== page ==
Have Your College Student Sign These Documents

By Mark J. Muñoz on September 15, 2017

Before heading off to college, students should sign three documents that can be critically important if they get into serious trouble.

This paperwork will allow parents to be notified and involved if their child ends up at a hospital and/or becomes incapacitated in any way.

Signing these legal documents is necessary because automatic parental authority over their children ends at 18 years of age.

HIPAA (Health Insurance Portability and Accountability Act) authorization

To put it bluntly, HIPAA is no friend to parents who need to know about the medical condition of their children in college.

Imagine if you get a call that informs you that your son or daughter was in a bad traffic accident and is being transported to a hospital. It’s a call every parent dreads, but imagine contacting the emergency room and being told that no information will be released to you because of the HIPAA privacy provisions!

This information blackout can occur even if your child is being treated under your health insurance and you are paying the bill!

You can circumvent this crazy privacy blackout by having your children sign the HIPAA authorization. This will exempt you from the HIPAA privacy rules.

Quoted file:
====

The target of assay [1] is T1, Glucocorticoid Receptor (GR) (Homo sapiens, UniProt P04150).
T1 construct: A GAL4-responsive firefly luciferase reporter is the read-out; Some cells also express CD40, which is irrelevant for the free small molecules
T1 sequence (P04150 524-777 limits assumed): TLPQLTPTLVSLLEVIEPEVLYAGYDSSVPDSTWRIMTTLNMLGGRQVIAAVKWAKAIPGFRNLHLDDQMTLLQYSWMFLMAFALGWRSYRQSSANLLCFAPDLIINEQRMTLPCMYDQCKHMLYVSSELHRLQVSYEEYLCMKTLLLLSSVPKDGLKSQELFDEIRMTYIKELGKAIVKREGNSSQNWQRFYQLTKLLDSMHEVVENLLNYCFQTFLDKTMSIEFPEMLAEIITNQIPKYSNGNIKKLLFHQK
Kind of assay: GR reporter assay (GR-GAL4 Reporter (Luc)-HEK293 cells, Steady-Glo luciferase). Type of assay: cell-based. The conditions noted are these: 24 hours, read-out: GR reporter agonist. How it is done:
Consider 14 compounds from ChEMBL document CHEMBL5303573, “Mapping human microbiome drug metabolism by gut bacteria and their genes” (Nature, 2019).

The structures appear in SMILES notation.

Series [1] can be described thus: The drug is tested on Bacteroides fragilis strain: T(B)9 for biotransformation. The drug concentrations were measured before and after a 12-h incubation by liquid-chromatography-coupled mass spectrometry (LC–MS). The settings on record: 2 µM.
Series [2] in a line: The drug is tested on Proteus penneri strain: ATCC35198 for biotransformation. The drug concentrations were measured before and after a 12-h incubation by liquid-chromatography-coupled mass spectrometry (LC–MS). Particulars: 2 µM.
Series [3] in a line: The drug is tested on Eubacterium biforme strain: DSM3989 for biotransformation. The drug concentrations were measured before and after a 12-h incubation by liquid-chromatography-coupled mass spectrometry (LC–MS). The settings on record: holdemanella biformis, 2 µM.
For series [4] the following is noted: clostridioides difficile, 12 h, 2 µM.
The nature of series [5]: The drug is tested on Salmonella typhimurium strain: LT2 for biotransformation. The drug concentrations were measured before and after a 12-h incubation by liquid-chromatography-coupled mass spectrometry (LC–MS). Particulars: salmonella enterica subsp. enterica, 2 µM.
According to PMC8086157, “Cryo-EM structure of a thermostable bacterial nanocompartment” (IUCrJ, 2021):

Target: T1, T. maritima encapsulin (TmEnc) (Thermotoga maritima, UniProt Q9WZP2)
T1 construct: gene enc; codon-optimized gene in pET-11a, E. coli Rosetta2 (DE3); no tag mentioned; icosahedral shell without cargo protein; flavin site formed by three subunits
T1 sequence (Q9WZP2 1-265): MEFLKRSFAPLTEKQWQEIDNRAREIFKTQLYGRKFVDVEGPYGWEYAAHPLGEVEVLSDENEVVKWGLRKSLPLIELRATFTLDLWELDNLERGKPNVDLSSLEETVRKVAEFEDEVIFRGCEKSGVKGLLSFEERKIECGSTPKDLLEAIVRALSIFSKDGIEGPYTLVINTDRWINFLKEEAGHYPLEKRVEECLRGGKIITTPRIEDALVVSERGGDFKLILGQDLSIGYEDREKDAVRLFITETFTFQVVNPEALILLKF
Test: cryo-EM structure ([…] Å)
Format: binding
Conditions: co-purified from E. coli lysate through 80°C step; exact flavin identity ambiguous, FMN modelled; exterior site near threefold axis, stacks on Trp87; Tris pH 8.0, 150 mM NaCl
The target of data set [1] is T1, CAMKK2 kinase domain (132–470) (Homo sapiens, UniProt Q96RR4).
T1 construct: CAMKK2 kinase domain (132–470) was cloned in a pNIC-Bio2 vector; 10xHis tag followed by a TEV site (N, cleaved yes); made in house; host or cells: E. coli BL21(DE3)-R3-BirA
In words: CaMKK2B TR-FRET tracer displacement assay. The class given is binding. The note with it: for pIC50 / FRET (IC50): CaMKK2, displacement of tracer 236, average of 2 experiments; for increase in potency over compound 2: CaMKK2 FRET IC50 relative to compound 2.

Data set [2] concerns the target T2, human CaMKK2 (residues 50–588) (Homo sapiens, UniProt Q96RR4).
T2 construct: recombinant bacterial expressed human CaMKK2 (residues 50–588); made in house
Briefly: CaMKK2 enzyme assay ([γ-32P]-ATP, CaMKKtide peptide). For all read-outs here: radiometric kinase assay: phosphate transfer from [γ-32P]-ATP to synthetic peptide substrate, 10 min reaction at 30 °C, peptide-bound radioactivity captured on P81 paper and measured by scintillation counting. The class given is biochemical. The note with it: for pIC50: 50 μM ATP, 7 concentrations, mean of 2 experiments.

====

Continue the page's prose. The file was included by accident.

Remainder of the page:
A student doesn’t have to worry that signing this document will give parents access to sensitive information that they’d rather keep secret such as sex, drugs and mental health issues. They can stipulate what kind of information they’d like to remain private.

Medical Power of Attorney

A student signing this document will assign an “agent” who can make medical decisions on his or her behalf when incapacitated. Each state will have different legal forms to complete since the rules vary for these documents. In many  states, the HIPAA release is rolled into the medical power of attorney.

In some states, this document may need to be notarized and/or require a witness’ signature.

If a student is attending school out of state, play it safe and sign documents for both states.

Durable Power of Attorney

This document allows a parent to act on behalf of the child outside of medical issues.  This paperwork allows a parent or trusted adult to intercede for a child in a variety of financial and legal matters.

For instance, if a child gets in trouble while studying abroad, having a power of attorney will make it easier to communicate with the U.S. embassy. The document can also come in handy if a parent needs to sign a lease in a child’s absence or needs to wire money from the student’s account.

The power of attorney can be made effective as soon as it is signed or it can take effect only if a child becomes incapacitated.

Signing the Documents

It’s best to name an alternate for both powers of attorney if the first person is unable or unwilling to serve.

You can continue to use these documents after a child leaves college. When a child gets married, they can then amend the forms.

Once you have the signed documents, be sure to scan them and make sure they are readily available on your cell phone and computer.


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